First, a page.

Most people in Kansas City associate estate planning with death. However, with trusts, an individual can control his or her assets during his or her lifetime in a way that is impossible with only a will. This blog has touched on certain types of trusts in the past. Today we are going to examine three type of trusts: generation-skipping trusts, qualified terminable interest property trusts and individual retirement account trusts.
Let’s start with generation-skipping trusts (GST). In these type of trusts, the assets go not to the creator’s children but to his or her grandchildren. That doesn’t mean the creator’s children get nothing. It may be possible to set up the trust in a way that allows the children to receive assets from the trust during the creator’s lifetime, and then the grandchildren will inherit the balance of the trust. A generation-skipping trust could also be written such that that a grandchild still receives an inheritance even if his or her parents divorce and remarry.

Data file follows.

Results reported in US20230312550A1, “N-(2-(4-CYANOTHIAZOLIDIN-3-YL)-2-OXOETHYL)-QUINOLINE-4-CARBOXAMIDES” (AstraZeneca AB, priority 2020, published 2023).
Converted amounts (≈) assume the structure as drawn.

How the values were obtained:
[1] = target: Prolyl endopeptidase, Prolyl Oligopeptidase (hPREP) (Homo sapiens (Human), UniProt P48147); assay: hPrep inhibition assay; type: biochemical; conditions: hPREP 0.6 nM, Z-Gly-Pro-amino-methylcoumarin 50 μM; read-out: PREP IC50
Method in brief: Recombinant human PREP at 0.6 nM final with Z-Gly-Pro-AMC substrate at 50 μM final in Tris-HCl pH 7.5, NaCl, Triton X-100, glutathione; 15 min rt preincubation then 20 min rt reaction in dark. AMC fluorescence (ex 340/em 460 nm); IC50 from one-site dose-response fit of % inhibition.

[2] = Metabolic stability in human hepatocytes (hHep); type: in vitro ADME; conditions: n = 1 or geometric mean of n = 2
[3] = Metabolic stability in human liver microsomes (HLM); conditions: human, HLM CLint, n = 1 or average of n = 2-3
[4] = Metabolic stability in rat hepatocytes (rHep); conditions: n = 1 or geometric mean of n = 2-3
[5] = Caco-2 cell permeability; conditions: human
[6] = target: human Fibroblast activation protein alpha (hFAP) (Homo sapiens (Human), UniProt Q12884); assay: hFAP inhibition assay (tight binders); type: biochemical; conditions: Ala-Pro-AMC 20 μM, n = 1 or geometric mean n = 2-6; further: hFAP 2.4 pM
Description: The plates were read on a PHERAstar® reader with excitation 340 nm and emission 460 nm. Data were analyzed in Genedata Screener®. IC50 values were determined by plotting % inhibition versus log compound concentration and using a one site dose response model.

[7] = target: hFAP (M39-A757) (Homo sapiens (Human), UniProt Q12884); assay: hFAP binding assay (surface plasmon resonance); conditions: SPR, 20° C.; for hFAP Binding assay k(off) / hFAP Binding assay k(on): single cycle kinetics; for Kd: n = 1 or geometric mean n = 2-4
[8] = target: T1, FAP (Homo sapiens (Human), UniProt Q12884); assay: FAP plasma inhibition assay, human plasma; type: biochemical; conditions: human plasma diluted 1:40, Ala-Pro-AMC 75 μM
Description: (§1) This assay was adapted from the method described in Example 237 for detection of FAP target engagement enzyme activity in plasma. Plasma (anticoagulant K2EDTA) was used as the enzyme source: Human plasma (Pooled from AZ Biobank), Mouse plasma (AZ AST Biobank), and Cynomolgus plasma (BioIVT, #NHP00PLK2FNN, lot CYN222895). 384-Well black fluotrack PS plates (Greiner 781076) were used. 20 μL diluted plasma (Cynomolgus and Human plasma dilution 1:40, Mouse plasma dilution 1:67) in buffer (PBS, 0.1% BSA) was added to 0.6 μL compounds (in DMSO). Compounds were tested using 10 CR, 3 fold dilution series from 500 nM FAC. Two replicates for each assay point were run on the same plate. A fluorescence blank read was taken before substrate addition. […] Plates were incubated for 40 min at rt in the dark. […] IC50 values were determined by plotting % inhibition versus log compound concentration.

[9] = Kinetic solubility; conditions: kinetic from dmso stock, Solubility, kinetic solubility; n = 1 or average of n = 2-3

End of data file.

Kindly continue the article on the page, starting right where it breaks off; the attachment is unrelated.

Now let’s move on to qualified terminable interest property trusts (QTIP). In a QTIP trust, an individual can pass earnings from assets to another individual, such as a surviving spouse, while the actual assets remain in the trust for the creator’s children. Again, this can help ensure the creator’s children inherit, even if the surviving spouse later remarries.
Finally, let’s look at individual retirement account trusts (IRA). Usually, with an IRA, the individual designates a beneficiary who will receive the IRA funds once the account holder dies. However, if the beneficiary is a minor, one may want to put the IRA funds into a trust that will dictate that the minor will receive the funds in installments once he or she is an adult. That being said, an IRA trust can also be set up in a way that allows a surviving spouse to keep the income the assets earn, while the assets themselves go to the beneficiaries of the trust.
These are only three types of the myriad of trusts available to individuals in Kansas City. To determine if a trust is right for you, you may want to consider contacting an attorney who can explain your options and help you make a decision that meets not only your needs, but the needs of your heirs.
Source: Forbes, “Do You Need A Trust For Your Estate Plan?,” Gary Plessl and Kevin Houser, May 14, 2015